I've been spending the few quiet moments I snatch in the evening browsing "The Brewers' Journal" of 1940. I know. I should stop living in the past. Especially the two wars. But I just can't help myself.
The reports of former Paris correspondent of "The Brewers' Journal" are particularly striking. France in the immediate aftermath of the German occupation is not something I've heard much about before. This aricle was written in September 1940.
"Cafés and bistros are re-opening, and the large numbers of German soldiers and "tourists" brought to Paris, Nancy, Rheims, Chartres and other centres make for a substantial rise in consumption. The German news agencies may issue stories of the continued search for a non-alcoholic beer substitute, German men and women may be exhorted to follow the Fuehrer's example and drink only "weak lemonade or fizzy water", in the Paris cafés German visitos, officers and men insist on beer. Even wine is not equally popular, and as to apéritifs, the invaders consider them with utmost distrust.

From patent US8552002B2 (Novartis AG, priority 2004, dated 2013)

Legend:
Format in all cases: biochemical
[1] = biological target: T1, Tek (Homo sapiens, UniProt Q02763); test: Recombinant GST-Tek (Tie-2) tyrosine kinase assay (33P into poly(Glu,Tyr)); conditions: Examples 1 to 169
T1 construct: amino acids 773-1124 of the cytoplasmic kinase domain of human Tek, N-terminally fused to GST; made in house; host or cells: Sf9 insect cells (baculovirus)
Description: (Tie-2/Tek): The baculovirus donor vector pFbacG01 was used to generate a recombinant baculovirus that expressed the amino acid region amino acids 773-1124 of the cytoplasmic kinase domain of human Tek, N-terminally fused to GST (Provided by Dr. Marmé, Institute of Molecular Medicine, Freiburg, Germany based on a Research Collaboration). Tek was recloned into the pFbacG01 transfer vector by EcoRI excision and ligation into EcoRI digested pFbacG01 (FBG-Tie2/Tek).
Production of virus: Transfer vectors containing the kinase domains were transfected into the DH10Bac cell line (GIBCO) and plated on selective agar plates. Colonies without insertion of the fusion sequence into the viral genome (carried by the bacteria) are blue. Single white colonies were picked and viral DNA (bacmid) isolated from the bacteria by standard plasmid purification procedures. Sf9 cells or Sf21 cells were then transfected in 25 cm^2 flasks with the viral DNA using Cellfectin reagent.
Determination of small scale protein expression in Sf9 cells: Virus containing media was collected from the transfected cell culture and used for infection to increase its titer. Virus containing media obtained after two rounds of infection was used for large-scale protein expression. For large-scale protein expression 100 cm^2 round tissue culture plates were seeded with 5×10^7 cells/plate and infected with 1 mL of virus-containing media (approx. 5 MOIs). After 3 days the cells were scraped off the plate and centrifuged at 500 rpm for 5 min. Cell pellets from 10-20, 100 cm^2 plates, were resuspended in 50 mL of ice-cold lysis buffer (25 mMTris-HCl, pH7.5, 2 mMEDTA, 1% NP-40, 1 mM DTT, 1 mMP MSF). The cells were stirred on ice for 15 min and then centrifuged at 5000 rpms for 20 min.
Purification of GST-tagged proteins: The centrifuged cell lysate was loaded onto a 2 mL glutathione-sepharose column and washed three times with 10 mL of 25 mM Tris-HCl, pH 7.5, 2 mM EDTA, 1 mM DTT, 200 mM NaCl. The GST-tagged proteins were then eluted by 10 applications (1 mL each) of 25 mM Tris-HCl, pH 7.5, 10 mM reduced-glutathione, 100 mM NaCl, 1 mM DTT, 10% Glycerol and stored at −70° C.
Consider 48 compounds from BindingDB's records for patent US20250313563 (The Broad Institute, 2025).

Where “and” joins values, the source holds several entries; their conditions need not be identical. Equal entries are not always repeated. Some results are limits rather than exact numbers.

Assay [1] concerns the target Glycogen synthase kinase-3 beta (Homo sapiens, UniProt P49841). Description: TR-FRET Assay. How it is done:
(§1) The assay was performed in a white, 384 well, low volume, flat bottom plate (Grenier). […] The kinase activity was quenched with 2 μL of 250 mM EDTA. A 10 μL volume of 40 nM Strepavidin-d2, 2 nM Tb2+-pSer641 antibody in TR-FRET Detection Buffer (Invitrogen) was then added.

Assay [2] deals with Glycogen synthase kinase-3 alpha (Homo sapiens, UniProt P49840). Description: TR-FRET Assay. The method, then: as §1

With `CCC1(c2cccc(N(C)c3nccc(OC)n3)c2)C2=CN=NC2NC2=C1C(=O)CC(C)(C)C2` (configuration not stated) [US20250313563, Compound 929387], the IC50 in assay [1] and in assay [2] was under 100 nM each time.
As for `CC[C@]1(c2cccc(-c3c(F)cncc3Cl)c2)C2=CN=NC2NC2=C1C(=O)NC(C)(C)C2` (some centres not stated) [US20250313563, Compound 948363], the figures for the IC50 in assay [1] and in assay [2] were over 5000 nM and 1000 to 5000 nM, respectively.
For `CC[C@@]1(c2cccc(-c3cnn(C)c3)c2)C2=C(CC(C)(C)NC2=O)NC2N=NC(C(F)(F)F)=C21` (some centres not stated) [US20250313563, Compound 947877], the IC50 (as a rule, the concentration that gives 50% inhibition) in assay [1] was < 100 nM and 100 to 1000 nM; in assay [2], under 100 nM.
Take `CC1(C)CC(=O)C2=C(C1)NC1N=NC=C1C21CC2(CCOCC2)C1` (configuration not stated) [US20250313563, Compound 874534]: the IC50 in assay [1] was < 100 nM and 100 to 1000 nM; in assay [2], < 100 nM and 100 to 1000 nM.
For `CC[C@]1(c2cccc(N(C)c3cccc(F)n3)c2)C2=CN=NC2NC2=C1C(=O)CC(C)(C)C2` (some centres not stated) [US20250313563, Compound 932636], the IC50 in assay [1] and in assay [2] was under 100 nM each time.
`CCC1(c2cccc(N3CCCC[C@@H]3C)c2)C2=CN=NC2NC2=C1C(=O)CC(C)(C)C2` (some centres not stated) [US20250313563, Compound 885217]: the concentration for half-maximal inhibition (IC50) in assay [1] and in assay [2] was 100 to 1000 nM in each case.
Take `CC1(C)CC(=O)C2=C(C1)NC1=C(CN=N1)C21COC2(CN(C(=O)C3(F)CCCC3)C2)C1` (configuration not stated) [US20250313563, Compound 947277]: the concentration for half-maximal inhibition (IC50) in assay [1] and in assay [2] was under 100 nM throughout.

Some importers and large café proprietors have endeavoured to obtain German beer. They placed orders with Munich, Berlin and other firms with whom they had done some trade before the war, but the German breweries cannot supply them. The chief obstacle seems to be just the factor which propmpted the French to invite the supplies - they wish to rid themselves of the Mark notes which they are accumulating. The German "customers" pay in mark exchange for the sumptuous meals which they take in French restaurants or coffee-houses, and the proprietors' anxiety to pass on these notes as soon as they can will be appreciated. The authorities in Germany, however, seem in no hurry to send such beer as they have, and see their marks come back in return. We cannot say whether this is also true of the Alsace and Lorraine districts. It is not unlikely that there supplies can be obtained from the Mannheim and Kehl breweries."
"The Brewers' Journal 1940" page 727.
The idea of German tourists in wartime Paris is rather weird. Though forcing people to accept their ultimately worthless mark notes isn't such a surprise. The nazis did practice a weird type of financial policy. It seems to have been mostly based on theft of one kind or another. All good stuff for my film "Vive la Résistance!" I'll do my best to work some of this in. The hero is, after all, a café owner.